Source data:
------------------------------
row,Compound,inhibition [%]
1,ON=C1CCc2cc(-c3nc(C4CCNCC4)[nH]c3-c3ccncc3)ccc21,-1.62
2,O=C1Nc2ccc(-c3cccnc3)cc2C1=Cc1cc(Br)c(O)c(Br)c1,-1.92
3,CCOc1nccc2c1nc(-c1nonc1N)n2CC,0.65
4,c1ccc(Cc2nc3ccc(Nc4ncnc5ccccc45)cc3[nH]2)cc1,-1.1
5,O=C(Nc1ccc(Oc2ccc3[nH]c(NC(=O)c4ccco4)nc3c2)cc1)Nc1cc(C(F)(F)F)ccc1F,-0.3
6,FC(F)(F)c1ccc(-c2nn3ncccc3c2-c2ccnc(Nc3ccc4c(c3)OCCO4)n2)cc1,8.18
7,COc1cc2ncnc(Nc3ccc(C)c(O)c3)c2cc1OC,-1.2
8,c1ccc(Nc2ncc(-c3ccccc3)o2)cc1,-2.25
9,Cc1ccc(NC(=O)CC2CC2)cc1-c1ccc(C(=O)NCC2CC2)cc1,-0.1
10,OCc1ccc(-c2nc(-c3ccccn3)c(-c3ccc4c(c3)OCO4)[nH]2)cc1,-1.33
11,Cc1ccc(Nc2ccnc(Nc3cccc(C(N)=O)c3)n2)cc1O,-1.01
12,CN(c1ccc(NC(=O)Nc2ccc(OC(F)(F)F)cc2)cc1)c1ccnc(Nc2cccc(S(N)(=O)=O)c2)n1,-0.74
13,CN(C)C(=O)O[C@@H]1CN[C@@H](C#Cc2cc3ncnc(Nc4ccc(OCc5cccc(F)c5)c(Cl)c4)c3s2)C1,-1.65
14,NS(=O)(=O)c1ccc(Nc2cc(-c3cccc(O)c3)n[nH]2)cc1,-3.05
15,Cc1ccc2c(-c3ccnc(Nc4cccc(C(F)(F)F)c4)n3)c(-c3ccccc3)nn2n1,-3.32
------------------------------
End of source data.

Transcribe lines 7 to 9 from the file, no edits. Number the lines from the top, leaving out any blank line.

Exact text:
6,FC(F)(F)c1ccc(-c2nn3ncccc3c2-c2ccnc(Nc3ccc4c(c3)OCCO4)n2)cc1,8.18
7,COc1cc2ncnc(Nc3ccc(C)c(O)c3)c2cc1OC,-1.2
8,c1ccc(Nc2ncc(-c3ccccc3)o2)cc1,-2.25